Stronger Interaction with Suppliers
As the supplier network takes more responsibility, we will need a very high level of interaction with the suppliers' operational departments. Suppliers will be treated more like partners. System integrators may need to invest directly in process improvement, increased capacity and infrastructure for suppliers.
We should see stronger interaction of people. The success of supplier networks in Silicon Valley is probably due, at least partly, to the geographic concentration, personal contacts, and high mobility of labor and ideas in the area. The important social connections that generate value within a large company are partially recreated in the Silicon Valley supplier community. We might want to exchange employees between Boeing and suppliers, perhaps reviving "industry assist" relationships from several years ago.
In the Shareholder Value model, it makes less sense to conduct R&D at Boeing, when design and manufacture are managed by suppliers. Industrial R&D is often directed at specific production problems, so the suppliers should be brought into the R&D process. Boeing may want to sponsor projects, in coordination with suppliers as "customers" for the projects. This would be another way to recreate the social connections of the technical community at Boeing as our research community dissolves into the labor market.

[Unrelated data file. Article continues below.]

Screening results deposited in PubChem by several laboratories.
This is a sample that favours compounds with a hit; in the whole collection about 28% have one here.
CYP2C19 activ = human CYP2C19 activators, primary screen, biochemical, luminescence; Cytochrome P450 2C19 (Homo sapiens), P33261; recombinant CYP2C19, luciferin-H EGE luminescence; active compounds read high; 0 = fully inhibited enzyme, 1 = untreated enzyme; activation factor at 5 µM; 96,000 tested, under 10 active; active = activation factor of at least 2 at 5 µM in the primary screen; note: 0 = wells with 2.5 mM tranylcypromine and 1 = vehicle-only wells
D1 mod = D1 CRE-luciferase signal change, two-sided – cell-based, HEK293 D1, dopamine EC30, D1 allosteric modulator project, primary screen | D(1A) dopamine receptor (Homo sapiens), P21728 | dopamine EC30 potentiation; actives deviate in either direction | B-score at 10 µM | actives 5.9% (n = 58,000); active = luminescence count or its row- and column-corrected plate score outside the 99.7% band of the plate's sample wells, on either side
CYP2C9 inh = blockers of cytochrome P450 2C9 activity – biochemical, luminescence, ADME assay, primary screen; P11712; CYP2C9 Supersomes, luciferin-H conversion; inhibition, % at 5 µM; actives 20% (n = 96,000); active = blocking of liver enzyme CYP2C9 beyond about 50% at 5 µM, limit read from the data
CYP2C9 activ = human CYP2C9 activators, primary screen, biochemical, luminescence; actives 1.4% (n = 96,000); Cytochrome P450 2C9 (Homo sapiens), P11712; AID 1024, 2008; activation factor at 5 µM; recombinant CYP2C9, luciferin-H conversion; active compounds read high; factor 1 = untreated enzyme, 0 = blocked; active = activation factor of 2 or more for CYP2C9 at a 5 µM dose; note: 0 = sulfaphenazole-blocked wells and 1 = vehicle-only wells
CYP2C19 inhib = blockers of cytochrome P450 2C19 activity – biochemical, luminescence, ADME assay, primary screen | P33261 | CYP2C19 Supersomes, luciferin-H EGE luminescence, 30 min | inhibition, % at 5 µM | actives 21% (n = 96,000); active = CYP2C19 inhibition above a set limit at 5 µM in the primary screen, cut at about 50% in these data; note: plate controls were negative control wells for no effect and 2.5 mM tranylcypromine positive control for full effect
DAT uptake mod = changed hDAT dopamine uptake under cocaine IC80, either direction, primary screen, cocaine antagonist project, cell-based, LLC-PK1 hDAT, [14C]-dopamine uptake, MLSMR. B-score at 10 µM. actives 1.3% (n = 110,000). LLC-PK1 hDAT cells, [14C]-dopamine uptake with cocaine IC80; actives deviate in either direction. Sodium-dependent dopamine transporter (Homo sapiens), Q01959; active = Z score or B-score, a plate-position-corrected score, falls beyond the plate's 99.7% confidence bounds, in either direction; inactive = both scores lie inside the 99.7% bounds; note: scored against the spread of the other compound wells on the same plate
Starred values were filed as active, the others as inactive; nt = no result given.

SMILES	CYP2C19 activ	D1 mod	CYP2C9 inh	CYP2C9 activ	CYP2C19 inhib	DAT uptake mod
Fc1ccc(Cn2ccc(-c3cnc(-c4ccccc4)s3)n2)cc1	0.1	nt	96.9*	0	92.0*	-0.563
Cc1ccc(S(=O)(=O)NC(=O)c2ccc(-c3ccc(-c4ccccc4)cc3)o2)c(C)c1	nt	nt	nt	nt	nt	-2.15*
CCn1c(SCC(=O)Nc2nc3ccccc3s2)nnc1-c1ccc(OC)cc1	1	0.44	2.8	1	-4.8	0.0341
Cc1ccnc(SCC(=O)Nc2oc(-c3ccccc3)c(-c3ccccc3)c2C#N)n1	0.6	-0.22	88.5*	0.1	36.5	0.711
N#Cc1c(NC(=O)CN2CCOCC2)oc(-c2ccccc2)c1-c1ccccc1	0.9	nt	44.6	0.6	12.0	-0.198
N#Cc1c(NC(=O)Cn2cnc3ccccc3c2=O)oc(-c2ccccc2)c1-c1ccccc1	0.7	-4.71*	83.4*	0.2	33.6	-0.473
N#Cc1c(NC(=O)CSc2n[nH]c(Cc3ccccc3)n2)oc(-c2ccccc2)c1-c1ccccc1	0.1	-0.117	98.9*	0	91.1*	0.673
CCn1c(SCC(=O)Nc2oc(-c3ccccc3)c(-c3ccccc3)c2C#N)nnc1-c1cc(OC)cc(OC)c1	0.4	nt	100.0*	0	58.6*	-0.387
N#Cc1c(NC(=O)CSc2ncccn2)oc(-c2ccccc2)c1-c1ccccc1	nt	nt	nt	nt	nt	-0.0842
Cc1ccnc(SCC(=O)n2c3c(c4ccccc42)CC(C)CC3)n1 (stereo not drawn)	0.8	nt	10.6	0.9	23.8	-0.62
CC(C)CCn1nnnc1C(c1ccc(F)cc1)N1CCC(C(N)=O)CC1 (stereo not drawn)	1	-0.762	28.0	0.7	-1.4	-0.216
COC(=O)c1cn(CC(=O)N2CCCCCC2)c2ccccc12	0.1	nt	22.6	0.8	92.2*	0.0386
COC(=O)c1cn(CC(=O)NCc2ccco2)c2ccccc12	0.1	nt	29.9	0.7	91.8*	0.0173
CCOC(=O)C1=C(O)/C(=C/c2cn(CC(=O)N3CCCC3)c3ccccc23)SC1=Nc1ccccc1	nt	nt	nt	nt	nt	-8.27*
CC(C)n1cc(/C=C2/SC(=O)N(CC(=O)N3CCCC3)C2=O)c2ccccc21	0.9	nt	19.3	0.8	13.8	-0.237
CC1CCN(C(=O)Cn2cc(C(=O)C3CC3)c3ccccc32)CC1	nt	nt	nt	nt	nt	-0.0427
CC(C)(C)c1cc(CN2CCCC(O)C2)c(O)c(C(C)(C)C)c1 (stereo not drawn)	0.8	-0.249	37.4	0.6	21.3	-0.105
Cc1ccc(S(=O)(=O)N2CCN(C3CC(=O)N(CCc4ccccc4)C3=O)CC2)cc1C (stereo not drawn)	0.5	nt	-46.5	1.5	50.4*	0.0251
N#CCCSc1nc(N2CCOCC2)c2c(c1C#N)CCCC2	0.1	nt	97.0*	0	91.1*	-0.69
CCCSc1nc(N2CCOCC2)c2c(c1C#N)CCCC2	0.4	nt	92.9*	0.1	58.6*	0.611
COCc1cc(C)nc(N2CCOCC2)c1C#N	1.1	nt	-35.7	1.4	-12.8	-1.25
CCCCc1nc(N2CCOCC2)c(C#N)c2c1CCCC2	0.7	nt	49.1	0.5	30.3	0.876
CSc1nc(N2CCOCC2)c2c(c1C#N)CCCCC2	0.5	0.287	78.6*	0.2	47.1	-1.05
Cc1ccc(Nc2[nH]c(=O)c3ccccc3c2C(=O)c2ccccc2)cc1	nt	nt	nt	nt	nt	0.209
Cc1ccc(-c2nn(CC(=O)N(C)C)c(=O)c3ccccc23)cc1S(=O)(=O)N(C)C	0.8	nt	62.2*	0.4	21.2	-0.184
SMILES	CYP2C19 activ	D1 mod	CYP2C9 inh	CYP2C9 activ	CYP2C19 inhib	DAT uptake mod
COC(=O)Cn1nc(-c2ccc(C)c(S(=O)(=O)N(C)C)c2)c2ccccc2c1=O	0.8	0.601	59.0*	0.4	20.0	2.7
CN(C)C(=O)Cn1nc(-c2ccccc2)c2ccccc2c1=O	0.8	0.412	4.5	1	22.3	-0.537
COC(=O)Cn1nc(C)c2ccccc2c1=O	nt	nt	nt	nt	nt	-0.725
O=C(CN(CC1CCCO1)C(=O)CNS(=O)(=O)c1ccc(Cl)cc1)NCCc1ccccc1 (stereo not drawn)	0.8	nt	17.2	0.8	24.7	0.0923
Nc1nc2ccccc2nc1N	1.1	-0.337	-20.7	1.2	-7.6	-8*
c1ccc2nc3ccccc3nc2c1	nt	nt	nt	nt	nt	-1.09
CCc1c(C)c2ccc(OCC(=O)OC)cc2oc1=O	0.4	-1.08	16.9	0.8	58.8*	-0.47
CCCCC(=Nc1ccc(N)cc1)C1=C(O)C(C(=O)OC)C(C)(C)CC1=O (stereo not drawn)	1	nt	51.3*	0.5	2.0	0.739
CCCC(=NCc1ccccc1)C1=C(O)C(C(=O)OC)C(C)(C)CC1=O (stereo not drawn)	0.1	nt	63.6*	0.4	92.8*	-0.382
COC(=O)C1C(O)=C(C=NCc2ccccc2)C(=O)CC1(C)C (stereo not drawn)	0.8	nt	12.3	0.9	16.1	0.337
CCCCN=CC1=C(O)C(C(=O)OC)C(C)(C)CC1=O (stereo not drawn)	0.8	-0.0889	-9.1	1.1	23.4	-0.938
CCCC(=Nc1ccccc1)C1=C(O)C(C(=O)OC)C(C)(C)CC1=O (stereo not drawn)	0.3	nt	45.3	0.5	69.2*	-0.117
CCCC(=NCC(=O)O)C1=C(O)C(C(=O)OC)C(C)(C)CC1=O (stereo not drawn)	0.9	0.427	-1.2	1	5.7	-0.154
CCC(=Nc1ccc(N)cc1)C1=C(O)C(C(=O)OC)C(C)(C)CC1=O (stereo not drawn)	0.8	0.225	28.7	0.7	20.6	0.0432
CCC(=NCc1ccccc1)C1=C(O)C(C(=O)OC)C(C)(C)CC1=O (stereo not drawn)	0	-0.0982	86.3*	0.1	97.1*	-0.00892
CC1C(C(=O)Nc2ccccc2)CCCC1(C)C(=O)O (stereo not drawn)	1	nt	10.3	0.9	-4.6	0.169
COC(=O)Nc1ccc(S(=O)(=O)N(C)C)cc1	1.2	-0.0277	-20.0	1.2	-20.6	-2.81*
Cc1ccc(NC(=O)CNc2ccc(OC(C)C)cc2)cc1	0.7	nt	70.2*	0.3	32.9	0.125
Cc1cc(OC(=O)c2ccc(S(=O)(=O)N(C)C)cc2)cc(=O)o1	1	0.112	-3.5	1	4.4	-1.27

One obvious failure mode for this transition is that we will simply lose expertise and accumulated knowledge, and never transfer it or recreate it with suppliers. If knowledge walks out the door headed for Intel, Ford, or Qualcomm, it may not be available to us when we call for it. Some "New Economy" industries enjoy ready access to well-developed supplier and labor networks. That is not necessarily true in our case.
Another risk factor is the transfer of key competitive control to suppliers. We would choose to shift important functions to suppliers because they can "do it better than we can." Our competitive advantage must be built on whatever work remains.
The health & welfare annual enrollment period for SPEEA-represented employees covered by the Puget Sound Contracts has been set. During the period from May 1st through the 25th, employees may:
* Change their medical or dental plan coverage
* Opt to purchase Long-Term Disability Insurance
* Enroll their eligible same-gender domestic partner in coverage for Medical, Dental and/or VPA